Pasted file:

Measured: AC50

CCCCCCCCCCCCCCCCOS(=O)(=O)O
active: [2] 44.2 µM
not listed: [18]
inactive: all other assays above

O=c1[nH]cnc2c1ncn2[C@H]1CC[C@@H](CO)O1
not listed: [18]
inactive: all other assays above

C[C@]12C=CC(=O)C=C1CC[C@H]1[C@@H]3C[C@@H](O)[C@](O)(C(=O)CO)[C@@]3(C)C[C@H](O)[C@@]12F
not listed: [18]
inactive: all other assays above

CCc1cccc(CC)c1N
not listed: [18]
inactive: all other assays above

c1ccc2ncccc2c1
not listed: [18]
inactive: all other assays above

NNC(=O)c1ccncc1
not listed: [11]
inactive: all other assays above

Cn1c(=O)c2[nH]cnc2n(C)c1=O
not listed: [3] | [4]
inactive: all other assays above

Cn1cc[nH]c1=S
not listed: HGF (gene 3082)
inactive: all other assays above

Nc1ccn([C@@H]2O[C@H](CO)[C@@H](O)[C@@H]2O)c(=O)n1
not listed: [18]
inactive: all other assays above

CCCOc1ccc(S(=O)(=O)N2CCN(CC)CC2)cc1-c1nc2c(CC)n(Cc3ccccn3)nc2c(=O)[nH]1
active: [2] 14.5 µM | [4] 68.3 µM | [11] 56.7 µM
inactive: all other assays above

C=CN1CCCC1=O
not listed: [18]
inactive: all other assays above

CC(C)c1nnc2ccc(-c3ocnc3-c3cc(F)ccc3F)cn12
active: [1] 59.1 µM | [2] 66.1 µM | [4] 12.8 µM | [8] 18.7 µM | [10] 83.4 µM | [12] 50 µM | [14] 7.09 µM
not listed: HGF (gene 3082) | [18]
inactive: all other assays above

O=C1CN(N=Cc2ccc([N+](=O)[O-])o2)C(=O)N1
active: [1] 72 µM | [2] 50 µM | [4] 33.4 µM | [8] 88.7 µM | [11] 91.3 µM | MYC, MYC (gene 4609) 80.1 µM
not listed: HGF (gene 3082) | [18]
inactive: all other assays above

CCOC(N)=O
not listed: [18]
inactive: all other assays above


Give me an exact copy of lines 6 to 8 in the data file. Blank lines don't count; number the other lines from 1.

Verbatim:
O=c1[nH]cnc2c1ncn2[C@H]1CC[C@@H](CO)O1
not listed: [18]
inactive: all other assays above